Wall Street Journal
Birdland, June 2011
315 W. 44th St.,
Independence Day doubtless puts all of us in mind of France, America’s ally from the Revolutionary War onward; surely it’s no coincidence that the French were the first to produce a great jazz musician on the level as the American innovators with the amazing gypsy guitarist Django Reinhardt (1910-53). This summer’s Django Fest lacks a central star, but I’ve never heard the collective—with bassist and musical director Brian Torff and Samson Schmitt as the guitar glue that holds it together—play harder or more like a real band. The line-up of guest stars is particularly strong, with Colombian harp virtuoso Edmar Castaneda (Friday and Saturday) and Brazilian trumpet headliner Claudio Roditi (Sunday). Mr. Castaneda especially fits the profile of a DjangoFest guest because he with remarkable speed and skill, and because he’s best experienced visually as well as aurally.
The Django Reinhardt Festival, which for the first time is being presented in a special Summer edition, is a different kind of musical event. It has about as much in common with a conventional night-club experience as a tight-rope walker does with a ballerina, or Coney Island does with Carnegie Hall. There’s a more visceral thrill to it, and a hard competitive edge. DjangoFest is the NASCAR of jazz: You feel like you should root for your favorite player, and even make a side bet.
The late set on opening night started with the core trio—Mr. Torff, Mr. Schmitt (making a rare appearance without his father, Dorado Schmitt), and the Manouche rhythm guitarist Doudou Cuillerier. They were quickly joined by a third guitarist, the Swiss Andreas Oberg, for Richard Rodgers’s “This Can’t Be Love.” (Like Cole Porter’s “It’s All Right With Me,” heard slightly later, it was precisely the kind of American standard that Django would have played with his famous Quintette, although he never actually did.) The three guitarists played in the Quintette’s trademark “pumping” rhythm, a unique groove that suggests 2/4 and 4/4 at the same time, especially clear on Reinhardt’s driving, “Djam” session classic, “Douce Ambiance.”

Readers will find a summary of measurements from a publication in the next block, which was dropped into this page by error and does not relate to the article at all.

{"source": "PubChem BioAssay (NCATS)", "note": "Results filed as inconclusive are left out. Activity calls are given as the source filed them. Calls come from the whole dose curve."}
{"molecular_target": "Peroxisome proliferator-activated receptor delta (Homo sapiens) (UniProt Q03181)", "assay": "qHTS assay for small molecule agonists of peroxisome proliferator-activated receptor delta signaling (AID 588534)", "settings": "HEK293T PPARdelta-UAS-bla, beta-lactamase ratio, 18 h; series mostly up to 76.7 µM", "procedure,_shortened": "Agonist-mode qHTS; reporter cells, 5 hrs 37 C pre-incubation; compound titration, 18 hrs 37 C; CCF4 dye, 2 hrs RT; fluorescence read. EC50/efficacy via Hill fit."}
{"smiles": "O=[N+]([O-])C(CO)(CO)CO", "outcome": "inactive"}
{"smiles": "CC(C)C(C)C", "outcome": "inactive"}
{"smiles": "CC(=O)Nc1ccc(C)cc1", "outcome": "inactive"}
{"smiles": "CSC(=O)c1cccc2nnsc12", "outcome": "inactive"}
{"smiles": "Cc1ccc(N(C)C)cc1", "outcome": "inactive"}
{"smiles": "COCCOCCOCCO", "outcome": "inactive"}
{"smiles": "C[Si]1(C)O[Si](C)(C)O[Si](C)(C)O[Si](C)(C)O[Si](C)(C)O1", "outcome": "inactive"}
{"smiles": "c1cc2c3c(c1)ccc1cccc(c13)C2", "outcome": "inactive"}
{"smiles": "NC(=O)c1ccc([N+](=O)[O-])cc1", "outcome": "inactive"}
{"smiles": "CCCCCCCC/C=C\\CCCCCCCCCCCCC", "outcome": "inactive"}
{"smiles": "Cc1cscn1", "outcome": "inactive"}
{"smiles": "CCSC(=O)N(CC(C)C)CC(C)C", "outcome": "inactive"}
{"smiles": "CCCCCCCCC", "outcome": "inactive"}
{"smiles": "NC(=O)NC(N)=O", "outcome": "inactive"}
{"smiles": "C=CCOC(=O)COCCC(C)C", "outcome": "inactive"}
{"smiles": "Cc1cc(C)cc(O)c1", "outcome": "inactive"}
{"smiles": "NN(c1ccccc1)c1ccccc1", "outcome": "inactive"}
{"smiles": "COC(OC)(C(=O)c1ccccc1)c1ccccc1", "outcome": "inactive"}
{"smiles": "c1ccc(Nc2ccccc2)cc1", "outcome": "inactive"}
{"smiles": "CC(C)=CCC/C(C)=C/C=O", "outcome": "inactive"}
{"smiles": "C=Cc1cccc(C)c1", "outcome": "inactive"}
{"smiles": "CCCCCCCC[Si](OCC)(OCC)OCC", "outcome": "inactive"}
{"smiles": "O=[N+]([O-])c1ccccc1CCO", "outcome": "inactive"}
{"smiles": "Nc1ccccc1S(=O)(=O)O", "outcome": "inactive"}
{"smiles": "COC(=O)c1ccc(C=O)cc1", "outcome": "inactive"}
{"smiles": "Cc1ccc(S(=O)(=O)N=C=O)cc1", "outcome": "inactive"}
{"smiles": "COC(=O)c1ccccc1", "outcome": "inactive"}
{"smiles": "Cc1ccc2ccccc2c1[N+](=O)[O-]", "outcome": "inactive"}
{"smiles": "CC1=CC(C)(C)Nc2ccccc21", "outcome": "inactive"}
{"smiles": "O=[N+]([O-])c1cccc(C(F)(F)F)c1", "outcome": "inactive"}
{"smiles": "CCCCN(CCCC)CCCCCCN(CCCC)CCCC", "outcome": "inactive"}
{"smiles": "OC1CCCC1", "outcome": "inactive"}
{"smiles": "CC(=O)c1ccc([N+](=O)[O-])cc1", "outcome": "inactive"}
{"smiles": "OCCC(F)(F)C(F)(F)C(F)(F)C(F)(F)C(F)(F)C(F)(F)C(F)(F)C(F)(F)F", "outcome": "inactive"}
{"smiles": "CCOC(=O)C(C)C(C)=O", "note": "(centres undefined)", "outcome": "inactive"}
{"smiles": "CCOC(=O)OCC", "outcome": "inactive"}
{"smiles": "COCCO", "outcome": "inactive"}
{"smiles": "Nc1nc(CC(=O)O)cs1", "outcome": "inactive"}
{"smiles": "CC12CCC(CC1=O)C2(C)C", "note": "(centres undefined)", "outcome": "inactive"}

Accordionist Ludovic Beier, another regular headliner of the series, made his entrance playing the most beautiful of Reinhardt’s ballads, “Manoir De Mes Rêves.” In Reinhardt’s generation, Gypsies who lived in France didn’t generally regard themselves as Frenchmen or even Europeans, but “Manoir” (aka “Castle of My Dreams”) shows that Reinhardt was a close cousin of Ravel and Debussy. The gifted Mr. Beier extracted all of its impressionistic beauty via the “accordina,” a mouth-blown device that looks like the love child of a concertina and a giant tootsie roll. “Manoir” was one of very few tranquil pieces in an otherwise high-energy, boxing match of a set.
The evening’s guest star, tenor saxophonist Joel Frahm, joined the group for Mr. Beier’s “Brazilian Fingers.” He played with an aggressive tone, like a Sonny Rollins calypso, but never completely stole the spotlight, instead blending in with the unusual ensemble and an equally individual tune, which felt like a Cuban samba, a Rio choro, and a klezmer bulger all at once.
Things calmed down momentarily with a surprisingly tender moment—Mr. Cuillerier singing an authentic Gypsy love song, Tuti Echi,” in the Manouche language, before the entire ensemble revved back into high gear with an ecstatic “Orchitchonia.” By now, Gypsies and Russians in the house were on their feet and cheering, and it seemed more than ever like a musical World Cup. My money’s on the Frenchmen.